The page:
Wednesday, June 20, 2007

Those who mistreat veterans won't get what they really deserve

Governor Phil Bredesen ordered all of Tennessee's State Veterans' Homes closed to new patients after serious quality of life and care issues were uncovered at the Murphreesboro veterans facility. Among the homes that have been ordered not to take new patients is the brand new Ben Atchley Veterans Home in Knoxville.

Officials with the State Health Department are adamant that no similar issues such as those found in Murphreesboro have been found at Knoxville, but the Atchley Home is being closed to new patients as part of the Governor's blanket order. State quality-assurance nurses are being sent to inspect each facility to insure that everything is on the up-and-up.

In spite of the public statements by State health personnel that all is presently well and fine at the Knoxville home, the reaction of Melissa Franklin, the administrator of the Atchley Veterans' Home, when reporter Fred Brown from the Knoxville News-Sentinel showed up to have a look around does not give me great reassurance.

A reporter was turned away from the Knoxville home Tuesday after making inquiries to Melissa Franklin, the Atchley Home administrator.

Asked if the doors to the facility had been closed to patients, Franklin said, "Does it look like it?" She refused to answer further questions and asked the reporter to leave.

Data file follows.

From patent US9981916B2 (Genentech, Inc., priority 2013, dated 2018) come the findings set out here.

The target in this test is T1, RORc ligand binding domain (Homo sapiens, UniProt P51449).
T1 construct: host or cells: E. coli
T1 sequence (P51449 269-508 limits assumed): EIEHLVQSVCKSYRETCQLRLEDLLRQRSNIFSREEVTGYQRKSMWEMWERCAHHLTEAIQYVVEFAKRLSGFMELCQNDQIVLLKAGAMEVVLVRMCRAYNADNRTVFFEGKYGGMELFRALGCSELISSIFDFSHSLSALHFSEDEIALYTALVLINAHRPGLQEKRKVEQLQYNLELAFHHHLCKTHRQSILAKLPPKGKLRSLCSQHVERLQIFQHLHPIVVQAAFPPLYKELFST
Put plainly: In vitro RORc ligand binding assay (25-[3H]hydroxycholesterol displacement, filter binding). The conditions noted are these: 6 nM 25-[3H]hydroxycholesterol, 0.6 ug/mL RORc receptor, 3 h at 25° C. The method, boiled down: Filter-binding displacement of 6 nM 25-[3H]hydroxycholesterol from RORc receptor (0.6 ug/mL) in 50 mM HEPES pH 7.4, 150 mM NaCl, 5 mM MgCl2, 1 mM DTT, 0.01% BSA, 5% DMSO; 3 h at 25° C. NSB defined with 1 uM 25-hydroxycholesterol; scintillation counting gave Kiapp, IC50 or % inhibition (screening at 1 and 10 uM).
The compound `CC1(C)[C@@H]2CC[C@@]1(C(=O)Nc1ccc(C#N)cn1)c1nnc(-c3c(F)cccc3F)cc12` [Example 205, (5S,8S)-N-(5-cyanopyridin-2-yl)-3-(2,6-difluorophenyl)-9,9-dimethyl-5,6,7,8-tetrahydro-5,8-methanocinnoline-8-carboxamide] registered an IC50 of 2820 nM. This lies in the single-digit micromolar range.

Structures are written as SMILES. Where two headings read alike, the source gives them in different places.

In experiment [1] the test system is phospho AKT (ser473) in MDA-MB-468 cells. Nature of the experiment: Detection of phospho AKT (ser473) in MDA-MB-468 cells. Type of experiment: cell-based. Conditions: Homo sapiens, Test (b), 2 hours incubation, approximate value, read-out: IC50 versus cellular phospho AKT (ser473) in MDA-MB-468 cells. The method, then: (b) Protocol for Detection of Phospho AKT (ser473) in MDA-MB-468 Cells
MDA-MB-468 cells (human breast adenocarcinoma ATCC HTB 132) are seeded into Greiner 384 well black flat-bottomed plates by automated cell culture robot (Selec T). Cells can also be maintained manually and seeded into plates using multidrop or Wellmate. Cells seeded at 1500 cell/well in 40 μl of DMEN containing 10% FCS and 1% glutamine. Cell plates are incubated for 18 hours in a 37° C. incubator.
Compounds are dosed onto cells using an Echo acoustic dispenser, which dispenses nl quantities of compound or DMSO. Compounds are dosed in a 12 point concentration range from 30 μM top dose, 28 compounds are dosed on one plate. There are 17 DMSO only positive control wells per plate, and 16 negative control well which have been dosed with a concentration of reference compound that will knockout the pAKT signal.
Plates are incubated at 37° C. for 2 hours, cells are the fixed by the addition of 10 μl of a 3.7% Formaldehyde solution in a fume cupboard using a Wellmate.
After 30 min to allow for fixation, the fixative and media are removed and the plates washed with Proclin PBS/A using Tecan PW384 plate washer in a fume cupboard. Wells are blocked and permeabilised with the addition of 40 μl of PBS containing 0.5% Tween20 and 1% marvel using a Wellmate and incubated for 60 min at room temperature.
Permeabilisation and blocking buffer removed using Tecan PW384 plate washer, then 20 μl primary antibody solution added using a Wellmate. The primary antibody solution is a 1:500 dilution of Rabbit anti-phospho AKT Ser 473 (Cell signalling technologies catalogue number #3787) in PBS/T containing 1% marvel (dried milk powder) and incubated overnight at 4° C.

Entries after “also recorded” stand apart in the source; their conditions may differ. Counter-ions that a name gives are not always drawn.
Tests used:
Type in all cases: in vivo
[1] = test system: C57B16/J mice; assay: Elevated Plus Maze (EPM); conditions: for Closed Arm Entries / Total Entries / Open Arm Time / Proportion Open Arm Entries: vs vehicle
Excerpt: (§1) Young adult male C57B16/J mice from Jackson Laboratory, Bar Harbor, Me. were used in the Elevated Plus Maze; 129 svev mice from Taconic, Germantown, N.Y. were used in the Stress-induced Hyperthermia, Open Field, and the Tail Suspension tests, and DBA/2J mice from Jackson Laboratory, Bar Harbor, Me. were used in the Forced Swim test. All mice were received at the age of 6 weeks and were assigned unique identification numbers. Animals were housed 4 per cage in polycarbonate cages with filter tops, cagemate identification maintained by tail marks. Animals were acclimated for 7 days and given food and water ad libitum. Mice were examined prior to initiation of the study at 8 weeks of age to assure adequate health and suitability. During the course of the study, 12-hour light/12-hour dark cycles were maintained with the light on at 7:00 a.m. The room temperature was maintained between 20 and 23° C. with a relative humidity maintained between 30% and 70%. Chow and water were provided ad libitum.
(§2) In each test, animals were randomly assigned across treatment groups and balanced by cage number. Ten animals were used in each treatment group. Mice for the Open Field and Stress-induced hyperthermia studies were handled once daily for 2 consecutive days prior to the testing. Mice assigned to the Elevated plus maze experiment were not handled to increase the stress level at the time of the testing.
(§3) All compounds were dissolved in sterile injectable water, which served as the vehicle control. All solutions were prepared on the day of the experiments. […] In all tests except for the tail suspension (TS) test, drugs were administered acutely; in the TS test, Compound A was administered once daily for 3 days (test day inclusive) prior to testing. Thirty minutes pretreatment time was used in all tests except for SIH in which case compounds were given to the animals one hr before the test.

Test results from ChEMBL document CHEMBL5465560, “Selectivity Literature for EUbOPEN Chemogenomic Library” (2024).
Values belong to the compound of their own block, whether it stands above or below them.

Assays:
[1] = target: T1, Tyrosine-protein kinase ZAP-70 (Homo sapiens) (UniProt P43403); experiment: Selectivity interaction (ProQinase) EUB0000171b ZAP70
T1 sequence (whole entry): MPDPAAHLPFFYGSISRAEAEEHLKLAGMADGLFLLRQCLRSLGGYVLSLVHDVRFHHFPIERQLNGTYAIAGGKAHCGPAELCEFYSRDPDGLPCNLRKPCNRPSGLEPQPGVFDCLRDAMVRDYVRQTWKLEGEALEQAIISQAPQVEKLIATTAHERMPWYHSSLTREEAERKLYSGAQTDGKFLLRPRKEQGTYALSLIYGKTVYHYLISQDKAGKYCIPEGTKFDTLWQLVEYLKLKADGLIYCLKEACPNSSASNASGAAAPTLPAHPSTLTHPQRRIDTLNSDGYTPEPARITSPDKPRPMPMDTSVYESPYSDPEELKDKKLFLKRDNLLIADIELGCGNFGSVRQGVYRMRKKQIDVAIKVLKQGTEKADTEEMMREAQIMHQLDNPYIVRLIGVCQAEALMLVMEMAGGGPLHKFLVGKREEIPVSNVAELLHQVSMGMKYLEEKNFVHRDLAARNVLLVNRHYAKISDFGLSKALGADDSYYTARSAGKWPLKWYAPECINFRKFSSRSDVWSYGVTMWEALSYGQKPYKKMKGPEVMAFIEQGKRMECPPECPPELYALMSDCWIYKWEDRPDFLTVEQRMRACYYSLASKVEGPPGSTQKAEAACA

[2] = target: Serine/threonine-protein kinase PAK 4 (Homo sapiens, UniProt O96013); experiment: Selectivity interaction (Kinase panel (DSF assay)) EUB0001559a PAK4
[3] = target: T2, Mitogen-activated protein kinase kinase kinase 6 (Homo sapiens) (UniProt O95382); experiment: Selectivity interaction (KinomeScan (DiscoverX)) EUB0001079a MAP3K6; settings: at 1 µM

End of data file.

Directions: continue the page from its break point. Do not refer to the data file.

Sounds like Ms. Franklin has something to hide, folks...what does Ms. Franklin not want the public to know about the nursing home she runs-a home designed especially for military veterans?

My wife works in a nursing facility. As is the case with any such place, even the nursing staff feels there could always be better care for the residents, even when they are doing their very best. The people who run that home have nothing to hide-State inspectors routinely give it the highest marks that can be given to a nursing facility. Locals here will tell you it is the best nursing home in the county. The State of Tennessee has recently rated it among the best in the State. The public is welcome to visit there, and I am certain the news media would be also. There is little reason to turn the press away when a facility is in good shape and residents are well-treated.

So why did the administrator of the Atchley Home turn the press away from the nursing home she runs? What is there to hide there that the press should not see? The State of Tennessee needs to find out. I have often been critical of Governor Bredesen, but here is a situation where he and the State Health Department have made the right move.

Maltreatment of our elders who are in long-term care facilities is a chronic problem and that is bad enough. Abuse or mistreatment of war veterans? Those who are guilty of this horrible business will lose their nursing or CNA certification and could be placed on a State or federal abuse registry-but they will never get what they deserve.